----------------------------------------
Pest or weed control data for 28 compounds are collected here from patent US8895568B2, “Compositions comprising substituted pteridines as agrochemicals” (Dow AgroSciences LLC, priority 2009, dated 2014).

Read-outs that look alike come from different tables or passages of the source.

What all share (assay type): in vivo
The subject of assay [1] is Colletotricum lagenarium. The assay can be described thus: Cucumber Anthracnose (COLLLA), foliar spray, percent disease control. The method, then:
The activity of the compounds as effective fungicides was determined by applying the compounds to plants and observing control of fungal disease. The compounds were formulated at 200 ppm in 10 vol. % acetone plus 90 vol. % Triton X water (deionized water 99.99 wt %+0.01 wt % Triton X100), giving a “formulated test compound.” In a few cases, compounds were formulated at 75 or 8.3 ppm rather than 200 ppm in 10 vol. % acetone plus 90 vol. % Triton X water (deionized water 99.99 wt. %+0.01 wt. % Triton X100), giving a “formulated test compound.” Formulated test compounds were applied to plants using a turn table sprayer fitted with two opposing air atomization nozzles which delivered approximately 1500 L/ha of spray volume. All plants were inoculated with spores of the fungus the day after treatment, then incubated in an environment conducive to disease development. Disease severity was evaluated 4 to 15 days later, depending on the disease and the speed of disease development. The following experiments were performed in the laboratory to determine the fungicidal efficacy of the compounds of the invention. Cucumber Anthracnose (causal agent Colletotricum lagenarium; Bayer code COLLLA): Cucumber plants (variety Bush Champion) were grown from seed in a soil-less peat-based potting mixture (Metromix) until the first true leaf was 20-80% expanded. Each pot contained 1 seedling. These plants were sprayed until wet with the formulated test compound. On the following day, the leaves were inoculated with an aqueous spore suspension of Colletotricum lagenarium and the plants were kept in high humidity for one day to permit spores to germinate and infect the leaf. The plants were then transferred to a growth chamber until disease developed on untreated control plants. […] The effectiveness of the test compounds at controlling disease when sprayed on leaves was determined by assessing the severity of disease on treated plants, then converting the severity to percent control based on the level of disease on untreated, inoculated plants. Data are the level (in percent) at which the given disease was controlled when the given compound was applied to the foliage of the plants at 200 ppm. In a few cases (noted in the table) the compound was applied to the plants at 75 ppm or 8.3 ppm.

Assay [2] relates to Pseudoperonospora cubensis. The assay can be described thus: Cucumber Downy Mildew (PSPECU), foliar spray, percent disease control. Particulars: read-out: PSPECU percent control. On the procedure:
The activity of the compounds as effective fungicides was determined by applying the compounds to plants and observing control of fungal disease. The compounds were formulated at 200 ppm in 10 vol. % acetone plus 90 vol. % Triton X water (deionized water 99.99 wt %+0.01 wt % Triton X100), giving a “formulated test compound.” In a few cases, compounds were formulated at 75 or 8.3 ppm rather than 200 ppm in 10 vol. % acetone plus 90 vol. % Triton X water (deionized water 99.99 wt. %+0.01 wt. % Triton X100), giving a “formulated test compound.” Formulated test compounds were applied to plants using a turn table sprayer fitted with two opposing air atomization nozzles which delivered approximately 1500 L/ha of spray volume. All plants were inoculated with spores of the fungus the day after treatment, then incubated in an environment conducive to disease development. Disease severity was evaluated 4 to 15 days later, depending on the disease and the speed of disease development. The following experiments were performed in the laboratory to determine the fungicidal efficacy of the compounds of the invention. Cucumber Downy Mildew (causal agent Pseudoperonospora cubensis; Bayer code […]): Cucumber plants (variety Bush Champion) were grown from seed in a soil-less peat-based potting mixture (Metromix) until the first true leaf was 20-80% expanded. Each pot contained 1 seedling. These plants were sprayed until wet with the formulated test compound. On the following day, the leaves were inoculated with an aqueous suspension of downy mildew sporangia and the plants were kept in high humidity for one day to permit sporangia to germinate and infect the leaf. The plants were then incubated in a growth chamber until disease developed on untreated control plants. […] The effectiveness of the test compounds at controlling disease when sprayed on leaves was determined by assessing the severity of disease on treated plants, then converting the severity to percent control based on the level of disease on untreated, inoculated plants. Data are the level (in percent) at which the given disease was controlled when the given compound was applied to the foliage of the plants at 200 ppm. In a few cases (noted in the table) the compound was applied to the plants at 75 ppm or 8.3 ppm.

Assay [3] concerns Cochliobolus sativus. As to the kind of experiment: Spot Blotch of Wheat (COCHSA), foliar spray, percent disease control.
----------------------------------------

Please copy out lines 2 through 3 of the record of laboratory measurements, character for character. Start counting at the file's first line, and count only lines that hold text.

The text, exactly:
Read-outs that look alike come from different tables or passages of the source.

What all share (assay type): in vivo